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Volume 17 (2) - 1994

CARRARA C., CREMASCHI M. & DAI PRA G.

level variations, deposits and Pleistocene morphogenesis in the Pontine Islands (Tyrrhenian Sea)

Pages 139-153

Abstract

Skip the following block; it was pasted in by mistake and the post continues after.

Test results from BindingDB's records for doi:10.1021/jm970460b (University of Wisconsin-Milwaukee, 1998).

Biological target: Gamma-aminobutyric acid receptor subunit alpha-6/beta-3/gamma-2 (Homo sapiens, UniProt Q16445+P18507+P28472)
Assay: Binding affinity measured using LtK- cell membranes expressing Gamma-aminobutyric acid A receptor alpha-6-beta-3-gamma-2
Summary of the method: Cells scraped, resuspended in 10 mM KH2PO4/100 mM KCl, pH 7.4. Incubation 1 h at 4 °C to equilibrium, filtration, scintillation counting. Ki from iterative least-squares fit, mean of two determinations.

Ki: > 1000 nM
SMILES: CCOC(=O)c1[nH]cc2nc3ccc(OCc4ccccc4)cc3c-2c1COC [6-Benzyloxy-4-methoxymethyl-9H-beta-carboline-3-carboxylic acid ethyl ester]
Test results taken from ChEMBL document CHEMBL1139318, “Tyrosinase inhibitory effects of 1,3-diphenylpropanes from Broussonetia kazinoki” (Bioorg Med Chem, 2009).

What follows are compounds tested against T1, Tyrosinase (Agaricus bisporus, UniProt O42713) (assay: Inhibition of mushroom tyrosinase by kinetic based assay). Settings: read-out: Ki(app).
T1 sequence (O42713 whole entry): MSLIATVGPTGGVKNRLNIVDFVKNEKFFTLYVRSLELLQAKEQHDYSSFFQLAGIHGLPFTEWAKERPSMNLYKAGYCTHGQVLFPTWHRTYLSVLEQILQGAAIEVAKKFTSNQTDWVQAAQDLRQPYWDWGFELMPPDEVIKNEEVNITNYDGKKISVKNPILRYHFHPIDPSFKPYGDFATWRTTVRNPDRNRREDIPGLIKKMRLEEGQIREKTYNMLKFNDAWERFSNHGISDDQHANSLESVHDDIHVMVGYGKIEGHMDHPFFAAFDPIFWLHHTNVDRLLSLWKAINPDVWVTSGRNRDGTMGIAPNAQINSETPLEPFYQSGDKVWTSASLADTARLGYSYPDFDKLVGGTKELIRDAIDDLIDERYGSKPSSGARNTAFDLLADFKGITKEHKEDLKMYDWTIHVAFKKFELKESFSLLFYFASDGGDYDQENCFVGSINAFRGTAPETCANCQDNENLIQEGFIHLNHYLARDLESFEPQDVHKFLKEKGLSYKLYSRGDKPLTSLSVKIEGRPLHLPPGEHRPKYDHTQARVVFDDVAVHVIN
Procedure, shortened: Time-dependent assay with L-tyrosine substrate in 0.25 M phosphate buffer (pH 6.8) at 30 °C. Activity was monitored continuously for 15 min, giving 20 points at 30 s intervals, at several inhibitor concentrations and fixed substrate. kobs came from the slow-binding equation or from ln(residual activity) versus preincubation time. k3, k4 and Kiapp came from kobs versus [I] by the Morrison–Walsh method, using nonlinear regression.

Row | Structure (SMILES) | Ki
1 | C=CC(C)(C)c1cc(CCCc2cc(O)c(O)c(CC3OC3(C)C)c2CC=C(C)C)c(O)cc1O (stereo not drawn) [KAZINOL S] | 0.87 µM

The Pontine Islands consist of remnants of deeply eroded volcanoes, located on a structural high of the Latium continental shelf, which were active during the Pliocene up to the Early Pleistocene. Continental deposits, marine abrasional surfaces, raised beaches and aeolian sands, occurring at different places in the islands, indicate that the sea level fluctuated several times during the Quaternary, because of the combined effect of climatic changes and tectonics. The oldest beach deposits in the Archipelago are located at Monte Quardia (Ponza Island); it is Early Pleistocene in age and it is buried below pyroclastic deposits of the last volcanic activity in the area. Marine erosional surfaces at the elevations comprised of between 200 and 270 m a.s.l., still preserving beach gravel, occur both in the Ponza (Monte Guardia) and in the Palmarola (Monte Guarniere) Islands; they are referred to the late Early Pleistocene, mainly on the base of the geomorphological evidence. In the Ponza Island a system of abrasional surfaces, located at the elevation of 100-120 m a.s.l., is well preserved and covered by a thick and strongly weathered paleosol, which indicates an Early Middle Pleistocene age for the mentioned surfaces. A further abrasional. surface, at 45-50 m a.s.l., occurs both in the Ponza bay and in the Zannone Island, where it is covered by gravel beach deposits. In the Ventotene Island, the local corresponding erosional surface is located at the elevation of 25 m a.s.l., and it is coverd by littoral sediments, which are dated to the isotopic Substage 5e. Aeolian sand deposits occur everywhere in the Archipelago; in the Ponza and Ventotene Islands they are represented by thick layers of weackly cemented aeolianites. On the ground of isoleucine epimerization analyses on mollusk shells and of radiocarbon datings, the aeolian deposits are dated to the Upper Pleistocene.They were originated by strong deflation of the wide continental platform surrounding the islands, which was exposed in consequence of the sea level drop during the glacial periods of the Upper Pleistocene. The Holocene sea rise toghether with tectonic uplift are documented by remnants of marine notches at 3 m a.s.l. in the Ponza Island and by raised beach deposits up to more than 10 m in the Palmarola Island.

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